4 KEY STAGES OF SUCCESSION PLANNING

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There are many reasons why succession planning in a business doesn’t always go to plan. This could be that there is a limited pool of qualified internal candidates, poor advice from key advisors, or a reluctance to take on the task in general.

Fears around succession planning come – rightfully – more often from smaller or mid-size companies. Given the current economic realities, many small businesses are focusing more on “keeping the lights on” than creating a succession plan. It’s with these kind of situations, you may want to do some research into what approach works for your particular business. Either way, as studies suggest, failing to address succession needs can have dire consequences.

To carry out a succession plan effectively, consider these stages listed and, in doing so, take the steps to preserve the continuity of your company.

STAGE 1 – Start at the top

C-Level engagement is crucial to ensuring company confidence is behind the succession process. CEOs, CFOs, COOS and all other C-Level executives need to set the stage for the process – this will guarantee that employees feel reassured and positive throughout the process (which won’t just happen overnight, but may possibly take years to plan and enact).

Without executive leadership, most succession strategies fail to get going. Develop a business case for succession planning which sets out a vision and a long-term plan for the business.

Alongside senior executives should also be the HR department, who can ensure that a fine balance is maintained throughout the process between a data-driven and a people-centric approach.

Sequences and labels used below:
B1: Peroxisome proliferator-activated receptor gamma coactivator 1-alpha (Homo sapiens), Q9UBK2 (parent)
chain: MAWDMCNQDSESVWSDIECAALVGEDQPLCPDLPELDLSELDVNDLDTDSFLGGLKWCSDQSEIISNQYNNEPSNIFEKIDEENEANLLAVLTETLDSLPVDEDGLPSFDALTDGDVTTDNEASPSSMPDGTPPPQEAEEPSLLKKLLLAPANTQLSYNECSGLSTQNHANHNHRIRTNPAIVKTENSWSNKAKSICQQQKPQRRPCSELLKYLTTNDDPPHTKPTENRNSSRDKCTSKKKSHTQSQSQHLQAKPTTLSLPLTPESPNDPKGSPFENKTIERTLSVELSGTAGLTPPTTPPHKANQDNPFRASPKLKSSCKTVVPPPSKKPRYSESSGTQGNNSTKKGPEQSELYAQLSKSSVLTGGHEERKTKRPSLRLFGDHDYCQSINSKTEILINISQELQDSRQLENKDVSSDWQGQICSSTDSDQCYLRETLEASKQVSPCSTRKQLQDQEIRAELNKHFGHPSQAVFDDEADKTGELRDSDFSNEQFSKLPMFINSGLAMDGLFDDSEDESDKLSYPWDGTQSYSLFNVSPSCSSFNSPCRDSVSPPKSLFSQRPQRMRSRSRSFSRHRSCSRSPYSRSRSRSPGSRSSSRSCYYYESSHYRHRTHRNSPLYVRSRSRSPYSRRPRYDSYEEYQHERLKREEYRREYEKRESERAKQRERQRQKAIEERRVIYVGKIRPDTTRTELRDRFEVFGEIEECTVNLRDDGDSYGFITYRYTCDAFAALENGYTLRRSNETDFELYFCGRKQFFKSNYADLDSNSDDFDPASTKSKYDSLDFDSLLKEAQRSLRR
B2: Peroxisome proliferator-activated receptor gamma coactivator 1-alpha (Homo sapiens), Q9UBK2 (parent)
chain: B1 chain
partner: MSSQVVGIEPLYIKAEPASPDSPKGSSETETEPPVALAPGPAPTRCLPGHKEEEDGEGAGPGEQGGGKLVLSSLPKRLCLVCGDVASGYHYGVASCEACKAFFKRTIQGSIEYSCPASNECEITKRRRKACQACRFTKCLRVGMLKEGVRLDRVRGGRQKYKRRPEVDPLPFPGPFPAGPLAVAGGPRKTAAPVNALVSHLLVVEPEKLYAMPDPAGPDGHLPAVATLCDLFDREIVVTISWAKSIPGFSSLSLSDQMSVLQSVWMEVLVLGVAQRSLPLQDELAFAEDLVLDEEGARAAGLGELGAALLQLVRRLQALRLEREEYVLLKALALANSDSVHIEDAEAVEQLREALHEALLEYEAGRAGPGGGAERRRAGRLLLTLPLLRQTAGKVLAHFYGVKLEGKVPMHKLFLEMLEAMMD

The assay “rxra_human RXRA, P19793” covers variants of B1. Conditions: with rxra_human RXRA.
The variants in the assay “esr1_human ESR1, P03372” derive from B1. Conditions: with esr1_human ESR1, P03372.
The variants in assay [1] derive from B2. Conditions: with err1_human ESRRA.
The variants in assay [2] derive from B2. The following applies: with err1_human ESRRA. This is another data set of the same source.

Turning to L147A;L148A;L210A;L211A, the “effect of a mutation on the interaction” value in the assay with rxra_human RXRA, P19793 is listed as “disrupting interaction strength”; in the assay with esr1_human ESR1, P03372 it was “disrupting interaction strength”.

STAGE 2 – Your approach to the process

The best succession plan is multi-level. Not only does it set out arrangements for senior and executive roles, but also for critical roles that are several levels below the most senior roles in the company.

Similarly, an approach that considers unconscious bias is also a strong one. Women and culturally diverse employees traditionally (but not always) have less experience, and so try and go about your plan with gender-neutral and race-neutral standards. This will encourage inclusion and provide support to those employees that may desire extra training.

Lastly, think also about identifying your “at risk” roles which can be given extra thought when creating your succession plan.

STAGE 3 – Develop potential leaders

Succession planning presents opportunities for employees (or next-generation leaders, if you are a family-run business) at your company to take on more responsibility. They can step up to the mark on certain tasks that you, as a leader, may have reverted away from whilst focusing on your succession plan.

Ensure that you consider your talent within the company before seeking external candidates. Apply a rigorous assessment to your succession plan to determine whether you have the internal, high-potential candidates. This saves time and money down the line.

If this does not work out in your favour, supplementing with outside expertise is also beneficial as it brings fresh skills and new visions.

STAGE 4 – Document the process

Throughout the process, make sure to note down each action and step you have taken, so that, when the process is over, you have a depth of information ready to inform future processes.

It is especially important to remember the particular demands of each key position – not every position requires the same approach, and you may be surprised that positions several levels below the C-Level actually take more time and dedication to fill.